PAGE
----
With all the flurry of activity in London this weekend for The Queen's Diamond Jubilee (celebrating 60 years of Her Maj), we can't help but think about the best places in London to have a brush with the royal family. When we're seeking a dose of imperial splendor (both past and present), we pack our cameras and head straight for Westminster, the most royal borough in town.
Westminster is where The Queen herself beds down, at none other than regal residence Buckingham Palace. The palace is also where she gets down to business-the Monarch's administrative headquarters are here too (just try to make the stone-faced guards laugh!).
Great views of the palace can be had from the lake bridge at St. James's Park, which Henry VIII acquired in the early 16th century and today is a peaceful retreat for picnickers and lots of birds -- check out Duck Island!
Nearby you'll find the grand Anglican cathedral Westminster Abbey, the traditional place of coronation for British monarchs of the Commonwealth Realms and countless royal weddings (most recently of Will and Kate). Kings are laid to rest here too, though among the royal tombs you'll also spot great "commoners" like Charles Dickens, William Shakespeare and Sir Isaac Newton.
As ripe as Westminster is for communing with kings, it's a good place to soak up some political history as well. Being situated smack in the traditional core of the city means Westminster is loaded with key symbols of the Britannic history. An obvious starting point is the Houses of Parliament (open to non-UK residents in summer only); this grand former palace complex-turned-seat of democratic government comes complete with lively debates and the chimes of Big Ben. If you want more of an insider political scoop, make for theChurchill Museum and Cabinet War Rooms, where you can peek in an underground bunker where British leaders convened during World War II.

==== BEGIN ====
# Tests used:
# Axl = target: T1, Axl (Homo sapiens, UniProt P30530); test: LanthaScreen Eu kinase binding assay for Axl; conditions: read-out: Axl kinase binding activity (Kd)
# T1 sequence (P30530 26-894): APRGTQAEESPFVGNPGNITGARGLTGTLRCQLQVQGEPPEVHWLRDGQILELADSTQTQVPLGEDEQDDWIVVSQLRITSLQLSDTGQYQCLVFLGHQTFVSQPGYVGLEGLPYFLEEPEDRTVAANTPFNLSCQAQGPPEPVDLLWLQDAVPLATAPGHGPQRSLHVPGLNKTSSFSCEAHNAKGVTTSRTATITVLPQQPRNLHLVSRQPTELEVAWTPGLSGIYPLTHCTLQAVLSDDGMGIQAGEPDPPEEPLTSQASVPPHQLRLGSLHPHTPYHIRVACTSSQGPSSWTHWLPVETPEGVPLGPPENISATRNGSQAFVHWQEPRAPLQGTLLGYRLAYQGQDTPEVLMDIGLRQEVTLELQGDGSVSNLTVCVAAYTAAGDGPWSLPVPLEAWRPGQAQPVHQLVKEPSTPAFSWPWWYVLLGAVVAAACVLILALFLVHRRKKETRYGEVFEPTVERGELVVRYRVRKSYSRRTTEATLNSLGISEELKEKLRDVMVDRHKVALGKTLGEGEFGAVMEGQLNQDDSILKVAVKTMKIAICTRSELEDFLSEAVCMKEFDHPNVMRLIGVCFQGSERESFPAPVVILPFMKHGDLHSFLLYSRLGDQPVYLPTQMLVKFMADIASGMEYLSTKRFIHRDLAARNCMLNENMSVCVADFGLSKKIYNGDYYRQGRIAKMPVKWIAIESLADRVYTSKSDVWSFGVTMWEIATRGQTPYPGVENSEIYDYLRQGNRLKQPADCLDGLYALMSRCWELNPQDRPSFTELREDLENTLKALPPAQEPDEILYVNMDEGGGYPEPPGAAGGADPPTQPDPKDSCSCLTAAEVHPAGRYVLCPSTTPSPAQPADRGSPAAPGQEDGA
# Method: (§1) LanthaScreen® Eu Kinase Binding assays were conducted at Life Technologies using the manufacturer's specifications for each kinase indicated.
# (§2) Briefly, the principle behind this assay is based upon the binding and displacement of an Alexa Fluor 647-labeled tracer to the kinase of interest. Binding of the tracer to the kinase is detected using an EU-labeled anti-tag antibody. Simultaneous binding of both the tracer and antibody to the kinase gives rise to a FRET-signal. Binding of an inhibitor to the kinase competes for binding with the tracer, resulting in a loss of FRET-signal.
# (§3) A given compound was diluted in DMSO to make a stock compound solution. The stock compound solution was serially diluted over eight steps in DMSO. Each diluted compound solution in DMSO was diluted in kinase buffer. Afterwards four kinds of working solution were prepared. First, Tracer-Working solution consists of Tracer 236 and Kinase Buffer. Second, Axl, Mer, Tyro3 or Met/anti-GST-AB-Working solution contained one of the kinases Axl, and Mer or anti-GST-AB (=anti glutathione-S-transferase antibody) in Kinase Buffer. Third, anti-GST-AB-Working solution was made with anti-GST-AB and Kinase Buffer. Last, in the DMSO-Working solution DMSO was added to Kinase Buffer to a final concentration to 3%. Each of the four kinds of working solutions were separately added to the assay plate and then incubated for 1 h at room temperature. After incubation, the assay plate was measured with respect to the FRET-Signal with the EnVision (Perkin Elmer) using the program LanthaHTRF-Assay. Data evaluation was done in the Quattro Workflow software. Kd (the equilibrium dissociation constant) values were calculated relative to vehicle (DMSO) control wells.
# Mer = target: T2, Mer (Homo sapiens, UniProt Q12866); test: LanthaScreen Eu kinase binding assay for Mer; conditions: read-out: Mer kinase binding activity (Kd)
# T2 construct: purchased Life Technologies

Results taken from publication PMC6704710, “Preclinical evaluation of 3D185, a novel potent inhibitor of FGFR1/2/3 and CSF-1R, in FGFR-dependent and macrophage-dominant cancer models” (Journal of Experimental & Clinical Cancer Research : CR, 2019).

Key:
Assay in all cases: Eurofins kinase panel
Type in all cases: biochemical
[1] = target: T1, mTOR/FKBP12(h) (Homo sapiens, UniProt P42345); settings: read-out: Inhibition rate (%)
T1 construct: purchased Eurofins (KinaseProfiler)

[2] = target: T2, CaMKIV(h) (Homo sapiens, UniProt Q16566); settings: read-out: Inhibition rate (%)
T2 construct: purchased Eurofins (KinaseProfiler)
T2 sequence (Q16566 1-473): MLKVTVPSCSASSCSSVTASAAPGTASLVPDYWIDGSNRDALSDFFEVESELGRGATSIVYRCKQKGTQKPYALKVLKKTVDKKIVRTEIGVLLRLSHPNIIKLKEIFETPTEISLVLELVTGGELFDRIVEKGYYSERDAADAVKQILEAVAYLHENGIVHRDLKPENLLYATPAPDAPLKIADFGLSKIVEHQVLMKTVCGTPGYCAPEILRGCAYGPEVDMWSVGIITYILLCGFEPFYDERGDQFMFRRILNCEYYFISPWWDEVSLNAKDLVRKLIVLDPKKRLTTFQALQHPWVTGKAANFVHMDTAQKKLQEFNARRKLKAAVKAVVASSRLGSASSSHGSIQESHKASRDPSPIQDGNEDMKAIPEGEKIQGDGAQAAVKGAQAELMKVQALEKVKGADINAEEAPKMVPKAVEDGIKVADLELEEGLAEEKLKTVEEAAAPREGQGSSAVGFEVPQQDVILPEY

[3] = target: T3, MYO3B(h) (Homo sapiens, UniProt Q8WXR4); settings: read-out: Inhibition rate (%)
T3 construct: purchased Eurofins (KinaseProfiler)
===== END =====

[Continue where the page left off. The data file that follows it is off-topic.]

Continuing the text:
Speaking of underground: If you're interested in excavating layers of London history, check out Westminster Cathedral. Though the cathedral itself, which dates from the 19th century, is relatively new, the site has served as everything from a Benedictine monastery and a fairground to a market and even a prison. Also sweeping from the distant past to the present is the collection at art museum Tate Britain, where the works on display range from 16th century paintings to contemporary Turner Prize-winning pieces.
When we want to play queen for a day and rest our heads in Westminster, there are lots of good hotel options nearby. In Belgravia, the tony residential neighborhood around Buckingham Palace on which Edwardian domestic drama Upstairs Downstairs was based, you can rub elbows with the buttoned-up set at The Goring, a formal British boutique with lovely gardens (Kate spent the night before her wedding here). But if you fancy your classic British formality leavened with equally classic British eccentricity, make for 41 Hotel, a business-friendly one-floor-wonder with a Mad Hatter factor in the décor.
Drinking and dining options here also tip their hats to history. The Thomas Cubitt, a posh pub in fashionably down-at-heel aristocratic digs, is our pick for British classics (think bangers and mash). We're also partial to the festivity at Gordon's Wine Bar, a romantic subterranean watering hole that dates from the 1890s. It's located near the Strand (a colorful strip that runs from Trafalgar Square to Fleet Street), so once you get there, you'll be leaving Westminster's famous sights behind and heading back toward the party in areas like the buzzing West End, where you can make some history of your own.
In honor of The Diamond Jubilee, The Purple Passport to London for Kindle/Kindle Apps is free in the Amazon store on Saturday, June 2. Click here to download your copy.